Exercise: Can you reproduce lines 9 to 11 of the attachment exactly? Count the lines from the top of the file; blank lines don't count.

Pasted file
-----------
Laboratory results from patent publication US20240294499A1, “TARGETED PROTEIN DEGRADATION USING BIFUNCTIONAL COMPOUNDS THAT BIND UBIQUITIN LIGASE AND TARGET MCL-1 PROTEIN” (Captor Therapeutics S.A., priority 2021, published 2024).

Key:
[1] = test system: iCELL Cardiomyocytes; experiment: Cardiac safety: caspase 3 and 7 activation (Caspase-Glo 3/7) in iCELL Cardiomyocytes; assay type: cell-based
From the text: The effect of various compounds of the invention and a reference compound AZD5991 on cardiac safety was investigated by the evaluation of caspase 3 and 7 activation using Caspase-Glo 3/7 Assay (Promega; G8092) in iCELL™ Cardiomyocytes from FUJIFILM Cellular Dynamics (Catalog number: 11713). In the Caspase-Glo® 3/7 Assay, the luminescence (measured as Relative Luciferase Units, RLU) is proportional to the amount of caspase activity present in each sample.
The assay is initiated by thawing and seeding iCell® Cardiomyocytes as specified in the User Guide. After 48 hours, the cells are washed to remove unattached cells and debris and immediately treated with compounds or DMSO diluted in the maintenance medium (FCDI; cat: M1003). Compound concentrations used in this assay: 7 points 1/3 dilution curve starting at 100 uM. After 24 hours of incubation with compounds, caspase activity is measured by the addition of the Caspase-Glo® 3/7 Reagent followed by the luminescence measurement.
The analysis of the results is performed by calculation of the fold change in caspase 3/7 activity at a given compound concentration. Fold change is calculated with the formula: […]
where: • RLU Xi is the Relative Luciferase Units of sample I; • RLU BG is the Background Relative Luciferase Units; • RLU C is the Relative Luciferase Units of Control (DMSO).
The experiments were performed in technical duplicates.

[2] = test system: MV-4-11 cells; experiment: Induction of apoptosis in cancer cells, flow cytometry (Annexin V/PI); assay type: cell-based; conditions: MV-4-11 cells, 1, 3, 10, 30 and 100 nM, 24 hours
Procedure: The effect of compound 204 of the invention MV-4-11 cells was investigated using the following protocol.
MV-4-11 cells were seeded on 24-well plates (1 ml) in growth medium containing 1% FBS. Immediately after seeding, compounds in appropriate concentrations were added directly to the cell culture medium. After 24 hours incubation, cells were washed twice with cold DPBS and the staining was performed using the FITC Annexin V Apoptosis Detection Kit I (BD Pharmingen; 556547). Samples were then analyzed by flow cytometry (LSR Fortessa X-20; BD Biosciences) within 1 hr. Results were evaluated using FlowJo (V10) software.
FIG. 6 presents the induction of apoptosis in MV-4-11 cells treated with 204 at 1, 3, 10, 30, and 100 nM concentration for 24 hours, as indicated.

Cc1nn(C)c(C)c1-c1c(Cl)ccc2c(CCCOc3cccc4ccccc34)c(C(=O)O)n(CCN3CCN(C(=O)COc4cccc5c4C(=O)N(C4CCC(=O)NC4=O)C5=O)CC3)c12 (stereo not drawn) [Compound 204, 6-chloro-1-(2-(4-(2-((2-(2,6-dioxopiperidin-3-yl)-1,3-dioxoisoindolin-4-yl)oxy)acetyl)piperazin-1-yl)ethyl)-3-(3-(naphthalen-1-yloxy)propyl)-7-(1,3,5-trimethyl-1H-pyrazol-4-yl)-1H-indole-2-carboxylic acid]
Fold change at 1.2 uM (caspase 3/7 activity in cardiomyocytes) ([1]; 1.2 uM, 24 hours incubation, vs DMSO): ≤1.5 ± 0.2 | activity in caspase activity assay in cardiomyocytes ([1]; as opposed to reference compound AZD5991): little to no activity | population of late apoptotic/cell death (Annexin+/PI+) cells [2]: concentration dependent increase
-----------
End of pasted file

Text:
[2] = test system: MV-4-11 cells; experiment: Induction of apoptosis in cancer cells, flow cytometry (Annexin V/PI); assay type: cell-based; conditions: MV-4-11 cells, 1, 3, 10, 30 and 100 nM, 24 hours
Procedure: The effect of compound 204 of the invention MV-4-11 cells was investigated using the following protocol.
MV-4-11 cells were seeded on 24-well plates (1 ml) in growth medium containing 1% FBS. Immediately after seeding, compounds in appropriate concentrations were added directly to the cell culture medium. After 24 hours incubation, cells were washed twice with cold DPBS and the staining was performed using the FITC Annexin V Apoptosis Detection Kit I (BD Pharmingen; 556547). Samples were then analyzed by flow cytometry (LSR Fortessa X-20; BD Biosciences) within 1 hr. Results were evaluated using FlowJo (V10) software.